Ask Swim Mom: What About the Chlorine Cough?

Courtesy: Elizabeth Wickham

Dear Swim Mom,

After a long meet this weekend, my daughter, for the second time, developed a nasty dry cough about 3/4 of the way through. She has asthma. After speaking with other parents, I was told that it happens all the time and isn’t necessarily connected to the asthma, although I’m sure it’s worse with it. They said it’s called Swimmer’s Cough. It seems concerning to me. Should I be concerned?

Any thoughts or advice you have is appreciated.

Sincerely,

Concerned About Chlorine

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Dear Concerned About Chlorine,

As the mother of a son with asthma, I’m all too familiar with the cough. Two times, I’ve seen swimmers taken by ambulance to the hospital—including Caeleb Dressel at Junior Nationals in 2013. At that meet, my daughter and her fellow swimmers from Southern California (who swim outside most of the time) stayed outside in the cold between swims.

We call it the “chlorine cough” and it usually happens in indoor pools with poor ventilation. I agree with you, it seems to be harder on swimmers who have asthma. I definitely suggest discussing the cough with your daughter’s asthma doctor. He or she may have strategies or offer medication to help. With our son, who was hospitalized as a toddler with asthma, the cough would turn into an upper respiratory infection and last for weeks. It made swimming a struggle for him to constantly be fighting illness. On the flip side, his asthma doctor felt that swimming was a benefit to his asthma and greatly increased his lung capacity.

While some indoor pools are able to air out the impurities with open doors, windows and fans, some pools spend tons of money to improve their ventilation systems, especially if they are hosting large meets. Another option is BioOx Air-Cleaning systems which is a more affordable way to clean the air with natural enzymes. As the parent of a swimmer who is suffering from poor air quality, perhaps you could bring up some of these solutions to your coach or person who runs the pool.

I hope your daughter has a healthy season and is cough free.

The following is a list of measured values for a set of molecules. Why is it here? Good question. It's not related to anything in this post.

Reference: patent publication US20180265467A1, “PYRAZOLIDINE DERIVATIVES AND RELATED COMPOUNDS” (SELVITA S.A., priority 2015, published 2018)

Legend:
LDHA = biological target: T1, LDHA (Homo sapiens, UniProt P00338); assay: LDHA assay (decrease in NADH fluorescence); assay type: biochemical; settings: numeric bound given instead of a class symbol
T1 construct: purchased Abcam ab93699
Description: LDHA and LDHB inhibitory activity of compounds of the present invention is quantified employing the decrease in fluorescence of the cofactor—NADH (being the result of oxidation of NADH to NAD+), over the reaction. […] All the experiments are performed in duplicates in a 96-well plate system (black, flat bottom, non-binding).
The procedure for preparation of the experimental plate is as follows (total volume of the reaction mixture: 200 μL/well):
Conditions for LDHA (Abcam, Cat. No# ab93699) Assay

What advice do you have for Concerned About Chlorine and “swimmer’s cough?”

If you have a question for Ask Swim Mom, please email Elizabeth Wickham at [email protected]

Elizabeth Wickham volunteered for 14 years on her kids’ club team as board member, fundraiser, newsletter editor and “Mrs. meet manager.” She’s a writer with a bachelor of arts degree in editorial journalism from the University of Washington with a long career in public relations, marketing and advertising. Her stories have appeared in newspapers and magazines including the Los Angeles Times, Orange County Parenting and Ladybug. You can read more parenting tips on her blog.

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Olympian
1 year ago

Oh the good old days when I could only train on some Alegra… Chlorine allergy is a helluva struggle

Anonymous
1 year ago

Some of the LSC’s have discovered that the poor air quality is a result of the oils from the swimmers and their urine mixing with the chemicals in the pool. This is why swimmers should take a shower before entering the pool and told not to pee in the pool. Championship meets are the worst because of the tech suits, and the inability to get out of them to go to the bathroom, and the large # of swimmers that are churning up the chemicals. Best bet is to get fresh air, and just prepare for it. Hope NCAA’s at UGA brings in fans to clear the air. The air is horrible at championship meets there.